Addressing Security and Risk as a Money-making Business

[This thesis has been built on a customer non-paper regarding Corporate Security and Risk Strategies]

At times of economic crises and market share squeezing, many IT Service companies focus on agile product development and on meeting the service delivery deadlines, often at the expense of solid software development practices, adequate testing and user acceptance.

Although initial costs may be relatively low, these companies usually face increasing costs through the product life cycle due to necessary ad-hoc patching, multiple versioning maintenance and overall inability to address the total product portfolio under a single, strategically-driven governance framework.

The end result is very high Total-Cost of Maintenance (TCM) and poor quality of service at the customer end. IT Security, extensive and recursive testing as well as Compliance with a selected Framework of Standards are all prerequisites of shielding the Company against abrupt Risks that can literally take down the company in a matter of days.

Just consider the cost of an online provider facing a DDoS attack of 1 whole day or more. According to a study by SANS Institute: InfoSec Reading Room DDoS Attacks Advancing and Enduring: A SANS Survey” of February 2014 the final bill after paying for litigation fees and customer compensation can be up to $100,000 per minute of outage with the weighted average outage duration being around 2.3 hours, while up to 35% of the attacks are never detected.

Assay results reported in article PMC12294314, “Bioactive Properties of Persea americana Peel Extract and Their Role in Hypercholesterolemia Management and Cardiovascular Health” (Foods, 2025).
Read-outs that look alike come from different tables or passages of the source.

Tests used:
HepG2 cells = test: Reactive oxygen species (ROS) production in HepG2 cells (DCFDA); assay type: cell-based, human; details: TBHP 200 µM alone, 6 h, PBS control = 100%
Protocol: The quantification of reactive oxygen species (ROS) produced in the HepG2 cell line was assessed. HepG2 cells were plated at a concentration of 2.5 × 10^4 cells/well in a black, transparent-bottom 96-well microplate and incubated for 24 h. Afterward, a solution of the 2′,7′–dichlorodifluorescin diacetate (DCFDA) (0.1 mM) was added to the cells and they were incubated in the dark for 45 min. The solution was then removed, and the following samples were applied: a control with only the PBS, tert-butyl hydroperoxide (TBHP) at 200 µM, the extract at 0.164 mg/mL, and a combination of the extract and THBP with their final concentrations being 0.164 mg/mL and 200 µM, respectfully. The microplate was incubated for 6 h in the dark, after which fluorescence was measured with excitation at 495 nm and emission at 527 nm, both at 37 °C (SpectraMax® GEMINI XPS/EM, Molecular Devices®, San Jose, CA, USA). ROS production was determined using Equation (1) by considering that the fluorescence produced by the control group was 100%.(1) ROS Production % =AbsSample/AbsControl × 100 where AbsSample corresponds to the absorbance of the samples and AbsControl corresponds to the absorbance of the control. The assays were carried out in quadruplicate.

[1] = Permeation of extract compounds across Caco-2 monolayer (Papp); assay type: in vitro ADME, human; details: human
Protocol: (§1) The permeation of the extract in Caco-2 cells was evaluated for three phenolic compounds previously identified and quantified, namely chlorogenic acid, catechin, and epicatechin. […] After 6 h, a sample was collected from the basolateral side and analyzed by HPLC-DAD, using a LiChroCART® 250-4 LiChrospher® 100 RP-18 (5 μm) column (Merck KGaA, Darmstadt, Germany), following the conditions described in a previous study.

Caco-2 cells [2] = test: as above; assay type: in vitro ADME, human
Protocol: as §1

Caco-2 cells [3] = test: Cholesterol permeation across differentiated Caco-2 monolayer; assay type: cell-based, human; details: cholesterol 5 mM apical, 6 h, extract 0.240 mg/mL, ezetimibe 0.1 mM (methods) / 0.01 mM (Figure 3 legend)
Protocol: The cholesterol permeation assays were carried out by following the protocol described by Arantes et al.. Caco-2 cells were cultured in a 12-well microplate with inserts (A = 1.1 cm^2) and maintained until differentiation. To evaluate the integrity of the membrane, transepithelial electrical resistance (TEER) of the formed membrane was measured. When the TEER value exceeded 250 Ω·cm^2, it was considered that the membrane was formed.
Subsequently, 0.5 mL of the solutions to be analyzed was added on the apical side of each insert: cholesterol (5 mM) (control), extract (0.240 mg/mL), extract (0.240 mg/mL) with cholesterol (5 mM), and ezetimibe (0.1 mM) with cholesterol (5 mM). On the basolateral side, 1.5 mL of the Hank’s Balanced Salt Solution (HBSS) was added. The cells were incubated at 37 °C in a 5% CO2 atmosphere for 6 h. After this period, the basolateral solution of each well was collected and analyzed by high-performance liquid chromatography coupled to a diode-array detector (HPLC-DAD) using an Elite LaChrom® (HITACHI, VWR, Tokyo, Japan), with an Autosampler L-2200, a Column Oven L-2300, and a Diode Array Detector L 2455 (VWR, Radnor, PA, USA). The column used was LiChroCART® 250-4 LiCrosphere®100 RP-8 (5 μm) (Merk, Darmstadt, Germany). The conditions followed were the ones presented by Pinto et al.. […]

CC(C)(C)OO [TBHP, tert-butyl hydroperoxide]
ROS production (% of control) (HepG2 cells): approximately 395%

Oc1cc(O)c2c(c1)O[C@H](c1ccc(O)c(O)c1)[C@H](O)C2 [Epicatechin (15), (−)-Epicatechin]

And speaking of internal risks, a recent Gartner study projected that “through 2015, 80% of outages impacting mission-critical services will be caused by people and process issues, and more than 50% of those outages will be caused by change/configuration/release integration and hand-off issues.” (Ronni J. Colville and George Spafford Configuration Management for Virtual and Cloud Infrastructures) –

The “quick-and-dirty” way for IT Service Companies is to beat the competition with fast service releases but loose security endpoints. The best positioned Tech companies over the long-run are those who respect their customers and invest in build-in security in their products. They also do not fail to hire top-notch security professionals that maybe a drag in the every-day life for a CEO or a Sales VP, but will repay the company and the shareholders in multiples.

The target of successful, strategically-agile IT tech companies is to transform internal and external risks associated with Compliance, IT Security and Cyber-Risk into Legal adherence to agreed SLAs while maintaining desired level of quality controls. This is mainly achieved by securing and exercising the Right-To-Audit across the service delivery chain in order to maintain the sufficient levels of Quality and Assurance.

Instead of viewing Security and Risk Management as necessary “costs” to be kept at a bare minimum, these companies invest in those two areas as part of their carefully chosen business portfolios. These investments are expected to induce considerable revenue streams, in the long-run, constituting a lucrative “money-making business”.

It is getting less and less of a hype in recent high-level security round-tables to hear the term “the business of security”. The highly-paid security gurus of the big tech players, make sure that their voice is heard at Board of Directors’ Meetings where the agenda is not technical security but strategic market positioning and profit maximization based on security strategy.